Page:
Background: This study investigates the effect of 111In-oxine incorporation on the viability of bone marrow stromal cells (BMSCs) in vitro, and the applicability of 111In-oxine labeling and single-photon emission computed tomography (SPECT) imaging of the BMSCs transplanted in rat model of cerebral infarct in vivo.
Methods: Rat BMSCs were labeled with 111In-oxine (10 Bq/cell). Cellular retention of radioactivity, cell survival, and proliferation capacity were evaluated for 7 days. The rats were subjected to permanent middle cerebral artery occlusion. The 111In-oxine labeled BMSCs were stereotactically (1.0 х 1000000 cells) or intravenously (3.0 х 1000000 cells) transplanted at 7 days after the insult. Using SPECT, the behaviors of BMSCs were serially monitored during 14 days after transplantation. The distribution of engrafted cells was examined, using fluorescence immunohistochemistry.
Results: Labeling efficiency was 35.8 ± 18.6 %, with 36.5 ± 20.6 % of 111In remaining in the BMSCs at 7 day. The radiolabeling did not affect cell viability, whereas proliferation capacity was significantly reduced. In vivo SPECT imaging clearly visualized that the transplanted BMSCs gradually migrated toward the peri-infarct area during 14 days after transplantation in the intracerebral group, but not in the intravenous group. The BMSCs were widely distributed in the peri-infarct area and some of them expressed neural cell markers in the intracerebral group, but not in the intravenous group.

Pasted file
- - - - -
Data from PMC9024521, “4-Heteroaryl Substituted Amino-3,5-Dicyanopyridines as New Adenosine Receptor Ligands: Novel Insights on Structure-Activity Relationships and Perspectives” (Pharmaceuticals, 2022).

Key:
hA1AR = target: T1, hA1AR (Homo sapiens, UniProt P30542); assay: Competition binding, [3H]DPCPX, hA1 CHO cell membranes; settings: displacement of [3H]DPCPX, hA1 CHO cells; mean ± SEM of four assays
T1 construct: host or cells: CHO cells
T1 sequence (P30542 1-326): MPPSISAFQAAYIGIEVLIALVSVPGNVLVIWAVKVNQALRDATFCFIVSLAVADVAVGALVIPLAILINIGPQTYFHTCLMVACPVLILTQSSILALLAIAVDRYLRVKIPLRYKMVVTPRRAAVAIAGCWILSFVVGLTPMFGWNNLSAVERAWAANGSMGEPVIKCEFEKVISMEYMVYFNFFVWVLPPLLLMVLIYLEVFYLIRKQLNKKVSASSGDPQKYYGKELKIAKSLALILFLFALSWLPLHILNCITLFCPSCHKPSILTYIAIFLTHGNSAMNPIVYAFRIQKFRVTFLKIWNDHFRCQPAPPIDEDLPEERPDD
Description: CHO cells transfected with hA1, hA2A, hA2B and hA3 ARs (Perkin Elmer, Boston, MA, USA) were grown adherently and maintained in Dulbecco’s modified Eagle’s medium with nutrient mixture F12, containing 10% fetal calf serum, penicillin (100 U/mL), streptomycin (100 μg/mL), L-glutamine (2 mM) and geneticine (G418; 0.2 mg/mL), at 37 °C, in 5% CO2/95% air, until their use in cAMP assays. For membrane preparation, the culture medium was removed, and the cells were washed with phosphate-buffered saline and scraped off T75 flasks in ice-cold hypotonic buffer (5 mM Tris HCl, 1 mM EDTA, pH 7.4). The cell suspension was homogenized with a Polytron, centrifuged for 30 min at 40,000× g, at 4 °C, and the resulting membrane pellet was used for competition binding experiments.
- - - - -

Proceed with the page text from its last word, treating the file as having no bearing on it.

Conclusions: 111In-oxine labeling preserved viability of the BMSCs, while moderately impairing their proliferation capacity. SPECT imaging of 111In-oxine labeled BMSCs was valuable in monitoring the behaviors of donor cells into the rodent brain, and the results would also suggest that the intracerebral administration is more effective to deliver the BMSCs to the cerebral ischemic lesions than the intravenous administration. SPECT imaging of 111In-oxine labeled BMSCs may be a valuable modality to track the transplanted cells in the host brain non-invasively and serially in clinical situation.